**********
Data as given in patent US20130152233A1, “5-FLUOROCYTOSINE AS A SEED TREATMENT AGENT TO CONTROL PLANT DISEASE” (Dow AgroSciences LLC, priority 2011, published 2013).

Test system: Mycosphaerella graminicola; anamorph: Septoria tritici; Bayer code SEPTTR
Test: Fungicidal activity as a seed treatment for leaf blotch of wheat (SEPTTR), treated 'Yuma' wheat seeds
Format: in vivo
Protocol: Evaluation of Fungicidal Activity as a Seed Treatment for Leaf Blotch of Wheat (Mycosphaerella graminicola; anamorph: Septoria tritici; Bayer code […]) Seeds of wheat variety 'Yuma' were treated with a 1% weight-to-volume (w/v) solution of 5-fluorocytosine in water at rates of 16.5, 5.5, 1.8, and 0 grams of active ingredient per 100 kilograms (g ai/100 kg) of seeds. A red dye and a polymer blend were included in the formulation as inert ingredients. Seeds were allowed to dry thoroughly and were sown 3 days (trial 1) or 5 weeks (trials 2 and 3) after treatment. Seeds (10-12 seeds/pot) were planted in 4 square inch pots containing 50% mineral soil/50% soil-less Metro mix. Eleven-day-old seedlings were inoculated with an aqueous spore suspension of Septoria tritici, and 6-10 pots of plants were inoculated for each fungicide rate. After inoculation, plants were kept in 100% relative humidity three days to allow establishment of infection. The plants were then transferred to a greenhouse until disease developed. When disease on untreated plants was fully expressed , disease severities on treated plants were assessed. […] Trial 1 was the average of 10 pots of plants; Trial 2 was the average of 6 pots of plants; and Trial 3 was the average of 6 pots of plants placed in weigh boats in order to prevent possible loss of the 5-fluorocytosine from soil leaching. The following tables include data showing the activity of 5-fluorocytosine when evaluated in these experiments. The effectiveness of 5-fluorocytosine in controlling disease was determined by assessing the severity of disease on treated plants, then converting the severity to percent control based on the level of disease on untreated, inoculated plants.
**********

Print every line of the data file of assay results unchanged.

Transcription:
Data as given in patent US20130152233A1, “5-FLUOROCYTOSINE AS A SEED TREATMENT AGENT TO CONTROL PLANT DISEASE” (Dow AgroSciences LLC, priority 2011, published 2013).

Test system: Mycosphaerella graminicola; anamorph: Septoria tritici; Bayer code SEPTTR
Test: Fungicidal activity as a seed treatment for leaf blotch of wheat (SEPTTR), treated 'Yuma' wheat seeds
Format: in vivo
Protocol: Evaluation of Fungicidal Activity as a Seed Treatment for Leaf Blotch of Wheat (Mycosphaerella graminicola; anamorph: Septoria tritici; Bayer code […]) Seeds of wheat variety 'Yuma' were treated with a 1% weight-to-volume (w/v) solution of 5-fluorocytosine in water at rates of 16.5, 5.5, 1.8, and 0 grams of active ingredient per 100 kilograms (g ai/100 kg) of seeds. A red dye and a polymer blend were included in the formulation as inert ingredients. Seeds were allowed to dry thoroughly and were sown 3 days (trial 1) or 5 weeks (trials 2 and 3) after treatment. Seeds (10-12 seeds/pot) were planted in 4 square inch pots containing 50% mineral soil/50% soil-less Metro mix. Eleven-day-old seedlings were inoculated with an aqueous spore suspension of Septoria tritici, and 6-10 pots of plants were inoculated for each fungicide rate. After inoculation, plants were kept in 100% relative humidity three days to allow establishment of infection. The plants were then transferred to a greenhouse until disease developed. When disease on untreated plants was fully expressed , disease severities on treated plants were assessed. […] Trial 1 was the average of 10 pots of plants; Trial 2 was the average of 6 pots of plants; and Trial 3 was the average of 6 pots of plants placed in weigh boats in order to prevent possible loss of the 5-fluorocytosine from soil leaching. The following tables include data showing the activity of 5-fluorocytosine when evaluated in these experiments. The effectiveness of 5-fluorocytosine in controlling disease was determined by assessing the severity of disease on treated plants, then converting the severity to percent control based on the level of disease on untreated, inoculated plants.